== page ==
YOUNG FRANKENSTEIN FRIDAY is coming to the radio October 28th

PLEASE JOIN US …Friday October 28th at 10:00 AM Alaska Time and Listen live at, 102.7fm, or 103.1fm.

Frankenstein Friday was thought up by Ryan MacCloskey to celebrate the characters, the book, and the author. He chose Friday for the celebrations because of the fun alliteration it makes with Frankenstein. Plus, he says, it is easier to be festive on a Friday than any other day.

“Young Frankenstein”, according to Roger Ebert, is Mel Brooks’ most disciplined and visually inventive film (it also happens to be very funny). There are the obligatory town meetings, lynch mobs, police investigations, laboratory experiments, love scenes, and a cheerfully ribald preoccupation with a key area of the monster’s stitched-together anatomy.

From its opening title (which manages to satirize “Frankenstein” to its closing, uh, refrain, “Young Frankenstein” is not only a Mel Brooks movie but also a loving commentary on our love-hate affairs with monsters. This time, the monster even gets to have a little love-hate affair of his own.

Young Frankenstein is one of the great spoof movies. And the key to this is its affectionate handling thereof. There’s always the inescapable feeling that something goofy is lurking just around the corner. And the payoff is never cheap, even if it’s silly as all hell.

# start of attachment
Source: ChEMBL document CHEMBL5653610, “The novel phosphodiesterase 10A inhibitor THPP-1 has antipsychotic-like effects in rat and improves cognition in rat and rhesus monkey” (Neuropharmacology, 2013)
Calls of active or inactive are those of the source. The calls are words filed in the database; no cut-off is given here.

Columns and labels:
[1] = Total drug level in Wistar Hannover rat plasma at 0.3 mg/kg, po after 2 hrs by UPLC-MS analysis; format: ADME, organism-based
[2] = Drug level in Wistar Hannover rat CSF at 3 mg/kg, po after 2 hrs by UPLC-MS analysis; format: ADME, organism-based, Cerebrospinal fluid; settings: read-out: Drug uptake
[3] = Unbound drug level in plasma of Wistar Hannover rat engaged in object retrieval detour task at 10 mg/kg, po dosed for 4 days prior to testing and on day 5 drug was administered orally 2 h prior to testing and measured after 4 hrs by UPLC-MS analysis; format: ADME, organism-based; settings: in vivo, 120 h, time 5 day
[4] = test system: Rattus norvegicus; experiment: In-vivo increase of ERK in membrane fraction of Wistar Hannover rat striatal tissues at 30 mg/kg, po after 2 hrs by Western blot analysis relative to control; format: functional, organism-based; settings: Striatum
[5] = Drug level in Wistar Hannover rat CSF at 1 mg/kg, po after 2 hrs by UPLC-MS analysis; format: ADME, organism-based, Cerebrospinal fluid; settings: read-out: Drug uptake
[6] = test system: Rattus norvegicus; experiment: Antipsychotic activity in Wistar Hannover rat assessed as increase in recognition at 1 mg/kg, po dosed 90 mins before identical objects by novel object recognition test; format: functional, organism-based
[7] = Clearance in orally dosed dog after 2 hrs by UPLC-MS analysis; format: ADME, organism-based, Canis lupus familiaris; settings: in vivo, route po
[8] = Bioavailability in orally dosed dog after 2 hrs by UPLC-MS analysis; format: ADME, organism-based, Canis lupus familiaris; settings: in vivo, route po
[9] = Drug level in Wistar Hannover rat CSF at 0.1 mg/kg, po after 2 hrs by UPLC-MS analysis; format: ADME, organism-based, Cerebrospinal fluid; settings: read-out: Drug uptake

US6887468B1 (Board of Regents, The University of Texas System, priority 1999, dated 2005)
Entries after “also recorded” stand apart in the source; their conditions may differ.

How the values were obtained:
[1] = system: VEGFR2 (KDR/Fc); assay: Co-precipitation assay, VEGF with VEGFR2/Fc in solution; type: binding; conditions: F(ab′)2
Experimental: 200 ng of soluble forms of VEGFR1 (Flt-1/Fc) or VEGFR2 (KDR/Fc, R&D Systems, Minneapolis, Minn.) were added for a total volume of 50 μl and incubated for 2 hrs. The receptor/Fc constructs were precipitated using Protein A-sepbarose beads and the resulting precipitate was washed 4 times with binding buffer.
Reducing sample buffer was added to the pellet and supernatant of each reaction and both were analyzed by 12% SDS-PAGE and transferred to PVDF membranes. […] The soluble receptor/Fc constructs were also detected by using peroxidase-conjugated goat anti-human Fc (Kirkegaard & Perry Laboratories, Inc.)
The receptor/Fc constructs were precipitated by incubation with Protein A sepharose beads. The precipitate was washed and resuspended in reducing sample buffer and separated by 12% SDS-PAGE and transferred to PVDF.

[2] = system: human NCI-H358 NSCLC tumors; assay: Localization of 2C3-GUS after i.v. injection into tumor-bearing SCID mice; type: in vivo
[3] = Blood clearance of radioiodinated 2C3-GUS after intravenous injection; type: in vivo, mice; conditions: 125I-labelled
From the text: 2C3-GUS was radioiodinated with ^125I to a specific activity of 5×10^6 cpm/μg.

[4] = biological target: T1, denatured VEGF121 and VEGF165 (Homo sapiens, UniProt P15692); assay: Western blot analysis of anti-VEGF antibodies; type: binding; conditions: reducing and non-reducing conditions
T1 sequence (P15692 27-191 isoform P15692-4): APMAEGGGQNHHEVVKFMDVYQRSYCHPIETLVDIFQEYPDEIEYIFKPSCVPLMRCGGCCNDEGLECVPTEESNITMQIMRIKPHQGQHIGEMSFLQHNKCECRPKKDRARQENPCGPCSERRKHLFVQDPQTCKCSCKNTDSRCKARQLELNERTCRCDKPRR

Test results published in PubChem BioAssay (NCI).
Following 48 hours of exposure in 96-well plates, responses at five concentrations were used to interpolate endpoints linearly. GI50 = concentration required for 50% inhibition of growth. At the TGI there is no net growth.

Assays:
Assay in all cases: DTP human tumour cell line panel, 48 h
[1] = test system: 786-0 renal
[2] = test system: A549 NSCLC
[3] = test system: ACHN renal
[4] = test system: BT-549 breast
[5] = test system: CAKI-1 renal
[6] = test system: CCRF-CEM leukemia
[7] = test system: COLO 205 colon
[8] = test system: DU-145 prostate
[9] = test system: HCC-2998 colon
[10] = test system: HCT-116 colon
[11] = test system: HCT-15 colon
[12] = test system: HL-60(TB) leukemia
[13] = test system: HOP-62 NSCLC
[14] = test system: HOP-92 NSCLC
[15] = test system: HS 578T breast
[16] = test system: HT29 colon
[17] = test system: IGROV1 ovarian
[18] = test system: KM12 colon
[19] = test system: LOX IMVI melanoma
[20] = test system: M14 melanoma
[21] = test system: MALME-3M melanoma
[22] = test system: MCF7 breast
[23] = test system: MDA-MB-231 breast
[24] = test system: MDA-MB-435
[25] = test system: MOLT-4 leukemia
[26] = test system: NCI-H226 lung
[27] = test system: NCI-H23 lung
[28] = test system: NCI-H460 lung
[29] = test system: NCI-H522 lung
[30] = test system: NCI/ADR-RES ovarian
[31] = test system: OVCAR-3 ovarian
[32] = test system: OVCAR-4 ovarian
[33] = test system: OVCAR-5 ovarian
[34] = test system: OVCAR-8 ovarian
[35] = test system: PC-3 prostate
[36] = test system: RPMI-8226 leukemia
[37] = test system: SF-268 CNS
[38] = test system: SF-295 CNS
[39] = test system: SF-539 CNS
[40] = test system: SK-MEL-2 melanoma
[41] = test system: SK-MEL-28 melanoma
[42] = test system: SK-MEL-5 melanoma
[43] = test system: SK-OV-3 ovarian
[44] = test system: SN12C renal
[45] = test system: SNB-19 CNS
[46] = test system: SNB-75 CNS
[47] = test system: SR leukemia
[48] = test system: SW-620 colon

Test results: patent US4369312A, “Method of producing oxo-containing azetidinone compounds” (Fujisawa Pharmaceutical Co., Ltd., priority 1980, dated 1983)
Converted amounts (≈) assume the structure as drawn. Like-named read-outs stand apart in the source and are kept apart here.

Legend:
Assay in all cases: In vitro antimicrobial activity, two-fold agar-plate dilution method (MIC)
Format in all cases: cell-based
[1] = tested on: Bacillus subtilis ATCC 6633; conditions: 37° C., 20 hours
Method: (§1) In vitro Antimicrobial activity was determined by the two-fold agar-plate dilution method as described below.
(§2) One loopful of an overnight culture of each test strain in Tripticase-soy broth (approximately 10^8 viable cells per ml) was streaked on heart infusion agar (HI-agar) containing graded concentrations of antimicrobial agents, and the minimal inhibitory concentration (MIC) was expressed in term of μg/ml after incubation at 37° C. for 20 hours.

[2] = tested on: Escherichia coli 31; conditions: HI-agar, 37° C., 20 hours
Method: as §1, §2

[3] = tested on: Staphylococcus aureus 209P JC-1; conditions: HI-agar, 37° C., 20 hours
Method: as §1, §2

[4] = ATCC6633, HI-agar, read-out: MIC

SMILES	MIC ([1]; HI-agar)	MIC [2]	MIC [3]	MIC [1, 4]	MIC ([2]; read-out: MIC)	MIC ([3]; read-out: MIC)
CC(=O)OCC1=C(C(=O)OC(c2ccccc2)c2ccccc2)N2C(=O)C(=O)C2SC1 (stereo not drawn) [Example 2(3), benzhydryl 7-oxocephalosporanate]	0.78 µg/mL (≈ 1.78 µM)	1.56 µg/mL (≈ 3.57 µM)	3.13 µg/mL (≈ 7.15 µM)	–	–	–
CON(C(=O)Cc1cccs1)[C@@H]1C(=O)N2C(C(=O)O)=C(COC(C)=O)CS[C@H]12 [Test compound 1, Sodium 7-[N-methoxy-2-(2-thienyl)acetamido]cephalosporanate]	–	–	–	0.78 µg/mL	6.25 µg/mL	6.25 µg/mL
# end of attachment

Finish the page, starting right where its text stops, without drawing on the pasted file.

Gene Wilder, Peter Boyle, Madeline Kahn, Marty Feldman, Cloris Leachman, Kenneth Mars, Teri Garr, Gene Hackman. Mel Brooks’ masterpiece horror comic spoof of all those Universal Frankenstein flicks of the Thirties expertly capturing the set design (actually from the 1931 classic!) and overall look of those timeless films.

Gene Wilder shared the idea for this film with Mel Brooks while they were making Blazing Saddles together. Brooks loved the idea of the grandson of the famous Victor Frankenstein wanting nothing to do with the family of kooks he came from finding his way into the family business, and a comedy classic was born. A film that feels visually like it could fit in with the classic Universal monster movies (though made by Fox a few decades after the height of that era), Mel Brooks’ Young Frankenstein is his most complete film and the most assured visually he ever made.